Care homes in England offer nursing care and/or personal care to older people. They are owned and managed by a range of public sector, private sector, and not-for-profit bodies, and are registered with, and regulated by, the Care Quality Commission. The proportion of deaths in care homes increases with age . In England (2006-2008) 10.5% of people aged between 75-79 years died in care homes, whereas 36.9% of those aged over 90 years died in these settings. Delivering good end of life care in care homes depends on a range of structural, political, cultural and resource issues . A study to map the wider health and social system surrounding care homes showed that the quality of the interrelationships with this wider system determines the quality of the end of life care they can provide. For example, leadership was important, and knowledge of and access to outside resources and expertise was variable.
The Gold Standards Framework for Care Homes
The GSFCH is a multidimensional framework of enabling tools, tasks and resources used in care homes for older people, with training and central support from the GSF team and local support from a GSFCH facilitator.
Rather than being prescriptive, the GSFCH can be adapted to meet local needs. The focus is on organising and improving the quality of care for care home residents in the last year of life in collaboration with GPs, primary care and specialist palliative care
Key elements include multidisciplinary resident review meetings, completion of a prognostic register (to prompt discussion of life expectancy and care planning) and associated advance care planning, and discussion of resuscitation status.
The target outcomes are improvements in advance care planning, communication team working, reducing the number of residents being transferred to hospital, and high quality clinical care.
Identify patients in need of palliative care, regular meeting to discuss with team and/or primary health care trust, label notes, use advanced care plan
Allocated co-ordinator for whole, key carer/link person/link worker for each patient
Use of assessment tool, agreed note keeping and action points, equipment standard and PRN (taken only as needed) medication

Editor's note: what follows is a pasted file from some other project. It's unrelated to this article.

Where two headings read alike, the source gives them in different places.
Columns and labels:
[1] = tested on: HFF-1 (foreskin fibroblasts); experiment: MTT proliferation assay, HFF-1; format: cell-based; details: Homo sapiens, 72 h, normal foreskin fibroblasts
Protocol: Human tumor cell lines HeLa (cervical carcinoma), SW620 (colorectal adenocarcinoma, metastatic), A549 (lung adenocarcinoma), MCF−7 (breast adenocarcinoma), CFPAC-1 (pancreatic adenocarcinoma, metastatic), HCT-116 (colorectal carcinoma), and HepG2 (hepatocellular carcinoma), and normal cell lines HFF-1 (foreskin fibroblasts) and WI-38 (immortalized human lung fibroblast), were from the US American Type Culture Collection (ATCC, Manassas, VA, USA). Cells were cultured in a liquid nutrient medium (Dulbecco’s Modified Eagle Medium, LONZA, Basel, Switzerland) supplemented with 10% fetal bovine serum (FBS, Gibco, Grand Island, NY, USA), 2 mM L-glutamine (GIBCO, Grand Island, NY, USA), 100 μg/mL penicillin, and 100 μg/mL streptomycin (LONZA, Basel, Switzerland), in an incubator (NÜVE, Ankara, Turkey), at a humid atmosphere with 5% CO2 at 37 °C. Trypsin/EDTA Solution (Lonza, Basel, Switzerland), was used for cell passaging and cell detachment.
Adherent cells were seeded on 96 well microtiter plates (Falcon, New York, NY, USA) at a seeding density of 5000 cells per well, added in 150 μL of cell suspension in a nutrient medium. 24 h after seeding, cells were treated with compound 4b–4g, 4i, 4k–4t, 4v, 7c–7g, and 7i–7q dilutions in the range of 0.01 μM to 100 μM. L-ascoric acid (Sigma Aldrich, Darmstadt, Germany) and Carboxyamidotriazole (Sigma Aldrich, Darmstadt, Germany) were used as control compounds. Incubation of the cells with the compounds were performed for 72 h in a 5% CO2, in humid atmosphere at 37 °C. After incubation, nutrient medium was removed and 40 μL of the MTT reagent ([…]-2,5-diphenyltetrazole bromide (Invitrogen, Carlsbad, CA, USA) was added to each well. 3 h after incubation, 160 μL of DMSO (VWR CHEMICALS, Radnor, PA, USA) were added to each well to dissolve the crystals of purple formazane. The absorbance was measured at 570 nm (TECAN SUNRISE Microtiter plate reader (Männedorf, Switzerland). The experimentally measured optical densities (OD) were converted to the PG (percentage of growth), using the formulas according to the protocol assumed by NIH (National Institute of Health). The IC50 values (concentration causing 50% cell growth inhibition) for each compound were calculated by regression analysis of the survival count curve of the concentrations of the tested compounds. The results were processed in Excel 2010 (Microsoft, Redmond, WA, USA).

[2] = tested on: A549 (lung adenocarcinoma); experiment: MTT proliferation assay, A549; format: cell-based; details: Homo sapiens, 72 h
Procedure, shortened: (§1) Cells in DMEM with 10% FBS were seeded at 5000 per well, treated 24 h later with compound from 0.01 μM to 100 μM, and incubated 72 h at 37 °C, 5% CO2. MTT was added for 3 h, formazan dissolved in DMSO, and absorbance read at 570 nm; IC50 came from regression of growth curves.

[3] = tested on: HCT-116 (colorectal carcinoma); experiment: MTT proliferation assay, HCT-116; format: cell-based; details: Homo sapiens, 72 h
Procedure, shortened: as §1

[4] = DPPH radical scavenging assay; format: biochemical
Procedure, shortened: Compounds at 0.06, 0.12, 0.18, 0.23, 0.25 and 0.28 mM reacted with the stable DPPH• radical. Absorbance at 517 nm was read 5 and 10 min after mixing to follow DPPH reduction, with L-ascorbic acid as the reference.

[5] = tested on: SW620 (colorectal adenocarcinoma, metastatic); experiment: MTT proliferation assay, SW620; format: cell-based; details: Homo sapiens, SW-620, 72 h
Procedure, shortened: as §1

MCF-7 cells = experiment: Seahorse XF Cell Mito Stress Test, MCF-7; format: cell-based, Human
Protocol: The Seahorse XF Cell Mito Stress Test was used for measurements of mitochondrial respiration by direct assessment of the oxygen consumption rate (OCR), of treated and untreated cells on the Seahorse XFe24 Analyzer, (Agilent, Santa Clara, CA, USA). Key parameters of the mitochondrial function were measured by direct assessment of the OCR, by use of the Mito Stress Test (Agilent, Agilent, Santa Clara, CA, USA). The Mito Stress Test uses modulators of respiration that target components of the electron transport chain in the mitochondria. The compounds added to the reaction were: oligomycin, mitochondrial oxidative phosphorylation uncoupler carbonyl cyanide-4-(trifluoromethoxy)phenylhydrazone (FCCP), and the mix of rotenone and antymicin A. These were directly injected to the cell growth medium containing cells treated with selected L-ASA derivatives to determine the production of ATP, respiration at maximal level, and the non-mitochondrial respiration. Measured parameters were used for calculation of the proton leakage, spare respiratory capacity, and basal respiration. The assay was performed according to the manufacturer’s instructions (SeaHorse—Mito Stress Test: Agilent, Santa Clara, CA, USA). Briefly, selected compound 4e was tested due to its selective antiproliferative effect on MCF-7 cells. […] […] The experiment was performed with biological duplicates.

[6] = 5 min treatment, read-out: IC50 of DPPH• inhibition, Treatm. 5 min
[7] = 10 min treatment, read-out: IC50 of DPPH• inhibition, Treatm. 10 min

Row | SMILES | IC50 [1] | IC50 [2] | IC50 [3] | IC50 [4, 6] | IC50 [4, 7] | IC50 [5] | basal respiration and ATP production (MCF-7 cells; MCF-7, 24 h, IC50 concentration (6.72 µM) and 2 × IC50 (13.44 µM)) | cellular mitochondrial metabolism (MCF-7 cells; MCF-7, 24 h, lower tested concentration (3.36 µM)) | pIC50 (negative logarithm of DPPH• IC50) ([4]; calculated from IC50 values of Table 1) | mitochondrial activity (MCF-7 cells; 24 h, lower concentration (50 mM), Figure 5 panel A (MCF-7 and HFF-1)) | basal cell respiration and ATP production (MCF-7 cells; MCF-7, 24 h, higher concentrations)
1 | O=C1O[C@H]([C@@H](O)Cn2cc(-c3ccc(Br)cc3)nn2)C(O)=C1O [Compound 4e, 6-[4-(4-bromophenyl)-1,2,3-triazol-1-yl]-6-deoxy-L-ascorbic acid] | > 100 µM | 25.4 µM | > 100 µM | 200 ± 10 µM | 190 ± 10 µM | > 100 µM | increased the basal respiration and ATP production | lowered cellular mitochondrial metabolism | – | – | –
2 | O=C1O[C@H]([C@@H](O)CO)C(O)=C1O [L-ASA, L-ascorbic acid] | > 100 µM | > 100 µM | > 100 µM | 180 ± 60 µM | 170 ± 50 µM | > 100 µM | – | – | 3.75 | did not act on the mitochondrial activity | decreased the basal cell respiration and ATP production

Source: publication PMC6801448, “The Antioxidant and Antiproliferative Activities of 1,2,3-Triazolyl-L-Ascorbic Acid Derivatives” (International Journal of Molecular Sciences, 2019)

Form sent to out of hours provider, patient held record or medication card
Regular review/audit of last deaths using significant event analysis, programme of ongoing training, library resource
Staff issues and learning points + feedback after death, all staff supported
Care in the dying phase
Modified Liverpool Care Pathway implemented in last days of life, agreed practice for notification of relatives, death certification and after death care, support for the bereaved families, support for staff and other residents as needed
However, nearly half of the care homes in the Phase II evaluation may not have completed implementation of the GSFCH, or may have withdrawn from the programme , suggesting that they encountered barriers to implementation. Relatively little is known of these. The aim of this study is to explore the views of care home staff, residents and their families on the benefits of and barriers to implementation of the GSFCH, to inform the development of palliative care interventions in care homes for older people.
Since, relatively little is known of the perceived benefits and barriers to implementing the GSFCH and other palliative care programmes in care homes, we used qualitative methods to explore participants' views in-depth. We chose to use individual interviews rather than focus groups because we felt that focus groups would be impractical. We felt that staff would be more reluctant to voice individual concerns in a group from the same care home, and that it would be very difficult to arrange groups involving several care homes. From our previous experience of interviewing residents, we knew that it was difficult to find a time when they are willing and able to take part in research.